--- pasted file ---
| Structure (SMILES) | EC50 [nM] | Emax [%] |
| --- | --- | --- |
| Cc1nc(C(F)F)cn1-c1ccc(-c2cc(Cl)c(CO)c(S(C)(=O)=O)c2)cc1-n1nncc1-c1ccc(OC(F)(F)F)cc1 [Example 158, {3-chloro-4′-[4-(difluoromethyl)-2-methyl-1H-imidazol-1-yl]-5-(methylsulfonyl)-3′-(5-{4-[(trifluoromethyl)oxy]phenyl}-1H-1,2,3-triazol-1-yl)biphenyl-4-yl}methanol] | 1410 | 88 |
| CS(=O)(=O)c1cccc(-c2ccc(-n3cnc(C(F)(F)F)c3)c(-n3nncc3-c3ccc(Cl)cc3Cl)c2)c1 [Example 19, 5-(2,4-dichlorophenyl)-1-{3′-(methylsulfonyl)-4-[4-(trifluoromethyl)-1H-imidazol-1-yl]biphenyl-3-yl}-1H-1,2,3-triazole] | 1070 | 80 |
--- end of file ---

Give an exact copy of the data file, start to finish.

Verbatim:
| Structure (SMILES) | EC50 [nM] | Emax [%] |
| --- | --- | --- |
| Cc1nc(C(F)F)cn1-c1ccc(-c2cc(Cl)c(CO)c(S(C)(=O)=O)c2)cc1-n1nncc1-c1ccc(OC(F)(F)F)cc1 [Example 158, {3-chloro-4′-[4-(difluoromethyl)-2-methyl-1H-imidazol-1-yl]-5-(methylsulfonyl)-3′-(5-{4-[(trifluoromethyl)oxy]phenyl}-1H-1,2,3-triazol-1-yl)biphenyl-4-yl}methanol] | 1410 | 88 |
| CS(=O)(=O)c1cccc(-c2ccc(-n3cnc(C(F)(F)F)c3)c(-n3nncc3-c3ccc(Cl)cc3Cl)c2)c1 [Example 19, 5-(2,4-dichlorophenyl)-1-{3′-(methylsulfonyl)-4-[4-(trifluoromethyl)-1H-imidazol-1-yl]biphenyl-3-yl}-1H-1,2,3-triazole] | 1070 | 80 |